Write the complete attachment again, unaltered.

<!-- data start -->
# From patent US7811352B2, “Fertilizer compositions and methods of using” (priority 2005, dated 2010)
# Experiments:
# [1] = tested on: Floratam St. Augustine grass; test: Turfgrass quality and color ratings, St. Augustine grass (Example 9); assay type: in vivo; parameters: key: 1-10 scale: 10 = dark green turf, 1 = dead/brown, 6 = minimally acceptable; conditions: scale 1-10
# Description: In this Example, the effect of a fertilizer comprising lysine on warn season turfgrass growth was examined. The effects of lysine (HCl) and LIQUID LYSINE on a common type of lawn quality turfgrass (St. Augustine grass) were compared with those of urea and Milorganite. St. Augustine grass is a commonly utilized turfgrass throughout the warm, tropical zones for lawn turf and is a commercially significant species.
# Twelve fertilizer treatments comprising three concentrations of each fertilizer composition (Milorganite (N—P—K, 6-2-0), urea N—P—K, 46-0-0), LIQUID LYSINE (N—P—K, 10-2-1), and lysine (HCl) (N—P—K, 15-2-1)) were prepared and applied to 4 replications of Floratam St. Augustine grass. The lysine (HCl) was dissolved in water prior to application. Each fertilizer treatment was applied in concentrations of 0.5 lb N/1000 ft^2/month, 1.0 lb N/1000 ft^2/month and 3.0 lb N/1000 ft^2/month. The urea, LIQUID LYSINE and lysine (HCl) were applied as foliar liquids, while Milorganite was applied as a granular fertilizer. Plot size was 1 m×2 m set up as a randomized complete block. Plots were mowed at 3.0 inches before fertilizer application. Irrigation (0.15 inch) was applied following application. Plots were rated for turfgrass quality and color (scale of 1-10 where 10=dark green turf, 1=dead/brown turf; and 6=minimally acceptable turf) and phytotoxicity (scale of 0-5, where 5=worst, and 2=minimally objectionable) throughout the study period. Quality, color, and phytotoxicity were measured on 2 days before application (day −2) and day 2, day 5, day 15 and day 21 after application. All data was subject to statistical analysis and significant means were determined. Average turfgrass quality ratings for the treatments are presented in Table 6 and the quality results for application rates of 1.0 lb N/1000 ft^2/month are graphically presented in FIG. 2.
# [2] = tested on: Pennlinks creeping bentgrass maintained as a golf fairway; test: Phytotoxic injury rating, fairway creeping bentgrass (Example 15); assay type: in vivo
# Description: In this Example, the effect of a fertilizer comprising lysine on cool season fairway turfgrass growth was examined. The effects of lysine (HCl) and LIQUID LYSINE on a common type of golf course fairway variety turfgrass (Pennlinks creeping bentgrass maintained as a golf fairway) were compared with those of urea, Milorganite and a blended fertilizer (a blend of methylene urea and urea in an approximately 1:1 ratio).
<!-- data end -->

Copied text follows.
# From patent US7811352B2, “Fertilizer compositions and methods of using” (priority 2005, dated 2010)
# Experiments:
# [1] = tested on: Floratam St. Augustine grass; test: Turfgrass quality and color ratings, St. Augustine grass (Example 9); assay type: in vivo; parameters: key: 1-10 scale: 10 = dark green turf, 1 = dead/brown, 6 = minimally acceptable; conditions: scale 1-10
# Description: In this Example, the effect of a fertilizer comprising lysine on warn season turfgrass growth was examined. The effects of lysine (HCl) and LIQUID LYSINE on a common type of lawn quality turfgrass (St. Augustine grass) were compared with those of urea and Milorganite. St. Augustine grass is a commonly utilized turfgrass throughout the warm, tropical zones for lawn turf and is a commercially significant species.
# Twelve fertilizer treatments comprising three concentrations of each fertilizer composition (Milorganite (N—P—K, 6-2-0), urea N—P—K, 46-0-0), LIQUID LYSINE (N—P—K, 10-2-1), and lysine (HCl) (N—P—K, 15-2-1)) were prepared and applied to 4 replications of Floratam St. Augustine grass. The lysine (HCl) was dissolved in water prior to application. Each fertilizer treatment was applied in concentrations of 0.5 lb N/1000 ft^2/month, 1.0 lb N/1000 ft^2/month and 3.0 lb N/1000 ft^2/month. The urea, LIQUID LYSINE and lysine (HCl) were applied as foliar liquids, while Milorganite was applied as a granular fertilizer. Plot size was 1 m×2 m set up as a randomized complete block. Plots were mowed at 3.0 inches before fertilizer application. Irrigation (0.15 inch) was applied following application. Plots were rated for turfgrass quality and color (scale of 1-10 where 10=dark green turf, 1=dead/brown turf; and 6=minimally acceptable turf) and phytotoxicity (scale of 0-5, where 5=worst, and 2=minimally objectionable) throughout the study period. Quality, color, and phytotoxicity were measured on 2 days before application (day −2) and day 2, day 5, day 15 and day 21 after application. All data was subject to statistical analysis and significant means were determined. Average turfgrass quality ratings for the treatments are presented in Table 6 and the quality results for application rates of 1.0 lb N/1000 ft^2/month are graphically presented in FIG. 2.
# [2] = tested on: Pennlinks creeping bentgrass maintained as a golf fairway; test: Phytotoxic injury rating, fairway creeping bentgrass (Example 15); assay type: in vivo
# Description: In this Example, the effect of a fertilizer comprising lysine on cool season fairway turfgrass growth was examined. The effects of lysine (HCl) and LIQUID LYSINE on a common type of golf course fairway variety turfgrass (Pennlinks creeping bentgrass maintained as a golf fairway) were compared with those of urea, Milorganite and a blended fertilizer (a blend of methylene urea and urea in an approximately 1:1 ratio).